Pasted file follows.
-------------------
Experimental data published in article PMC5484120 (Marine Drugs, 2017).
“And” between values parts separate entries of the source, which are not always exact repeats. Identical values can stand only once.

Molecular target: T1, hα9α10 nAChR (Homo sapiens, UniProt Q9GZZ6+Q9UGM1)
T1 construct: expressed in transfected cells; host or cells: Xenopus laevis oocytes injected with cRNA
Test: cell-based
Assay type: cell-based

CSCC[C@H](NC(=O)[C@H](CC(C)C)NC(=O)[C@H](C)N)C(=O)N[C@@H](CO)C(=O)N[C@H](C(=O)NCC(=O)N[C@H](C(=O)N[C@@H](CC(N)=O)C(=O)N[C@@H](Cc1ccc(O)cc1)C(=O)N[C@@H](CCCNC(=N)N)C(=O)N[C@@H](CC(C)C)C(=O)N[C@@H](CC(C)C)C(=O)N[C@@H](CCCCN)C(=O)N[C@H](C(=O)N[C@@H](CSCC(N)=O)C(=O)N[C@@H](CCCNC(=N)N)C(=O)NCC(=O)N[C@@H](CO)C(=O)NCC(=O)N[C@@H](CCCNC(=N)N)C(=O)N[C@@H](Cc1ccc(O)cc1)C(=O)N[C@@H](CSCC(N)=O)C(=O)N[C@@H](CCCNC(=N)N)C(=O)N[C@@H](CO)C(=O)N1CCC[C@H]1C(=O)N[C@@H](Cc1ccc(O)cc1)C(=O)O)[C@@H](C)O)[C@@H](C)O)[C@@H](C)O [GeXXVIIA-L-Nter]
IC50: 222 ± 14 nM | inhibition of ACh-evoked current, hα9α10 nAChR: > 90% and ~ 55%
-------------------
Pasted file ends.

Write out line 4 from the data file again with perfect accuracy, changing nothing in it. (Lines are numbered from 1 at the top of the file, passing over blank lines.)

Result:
T1 construct: expressed in transfected cells; host or cells: Xenopus laevis oocytes injected with cRNA